That figure is greater than 0 so then anything happening between it and 0 can not be a miracle
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Re: What is the difference between ID and "theistic evolution"?

#498  Postby Wortfish » Sep 19, 2017 11:39 pm

Sendraks wrote:
This is irrelevant when it comes to an omnipotent entity. An omnipotent deity can do whatever it likes. An omnipotent deity can choose not to change the rules once it has set them up but, being omnipotent, there is no reason why it should have set the rules up in a particular way.

Interesting that a non-believer knows the meaning of omnipotence. As I wrote, an omnipotent being can do what is intrinsically possible.

You're again conflating human made processes with how the universe simply is but, failing to see that you're simply trying to assume that a) there is something behind those processes and b) you're anthropomorphising onto it. Basically, you don't even recognise you're simply projecting humanity onto things.

The universe can be thought of as a machine, as a self-organising system. That isn't an anthropomorphisation.

Either god cannot do anything or god willingly allows evil to happen.

Theists do believe God allows evil to happen. But that doesn't mean God can do evil. Big difference.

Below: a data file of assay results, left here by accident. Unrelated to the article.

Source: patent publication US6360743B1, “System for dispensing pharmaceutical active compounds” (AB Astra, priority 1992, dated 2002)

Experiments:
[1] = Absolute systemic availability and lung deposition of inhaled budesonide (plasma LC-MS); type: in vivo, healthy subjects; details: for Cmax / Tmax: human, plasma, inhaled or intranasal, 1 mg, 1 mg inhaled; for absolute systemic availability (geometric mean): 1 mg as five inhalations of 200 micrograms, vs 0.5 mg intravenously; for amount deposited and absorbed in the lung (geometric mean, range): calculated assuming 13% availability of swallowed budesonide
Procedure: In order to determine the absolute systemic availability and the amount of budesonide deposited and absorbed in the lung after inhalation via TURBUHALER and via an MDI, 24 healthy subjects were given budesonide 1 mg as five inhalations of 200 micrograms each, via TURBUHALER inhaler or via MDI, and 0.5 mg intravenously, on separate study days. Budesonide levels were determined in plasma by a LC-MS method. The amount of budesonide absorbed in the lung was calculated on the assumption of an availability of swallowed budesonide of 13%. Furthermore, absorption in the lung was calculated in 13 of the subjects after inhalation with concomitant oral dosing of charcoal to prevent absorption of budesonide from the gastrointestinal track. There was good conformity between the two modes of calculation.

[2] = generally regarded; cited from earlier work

Wortfish wrote: Likewise, having created a universe, God cannot destroy it.

Why not?

Because a benevolent God does not destroy his own creation. That would be out of his character.

So God isn't omnipotent. Because to be omnipotent is absolute.

God is absolutely omnipotent in his own transcendent realm, but not within the natural realm he created.

How do you know? How do you know that God wasn't created by another entity more powerful than God is simply testing to see how well God is working out?

I don't discount the possibility that our universe was created by a science student....but I find that idea a little improbable.

Ah, so God is omnipotent but, chooses not to use his power, so that natural processes which cause great suffering and harm, happen.

It's called freedom of action.
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Re: What is the difference between ID and "theistic evolution"?

#499  Postby Wortfish » Sep 19, 2017 11:42 pm

surreptitious57 wrote:
Wortfish wrote: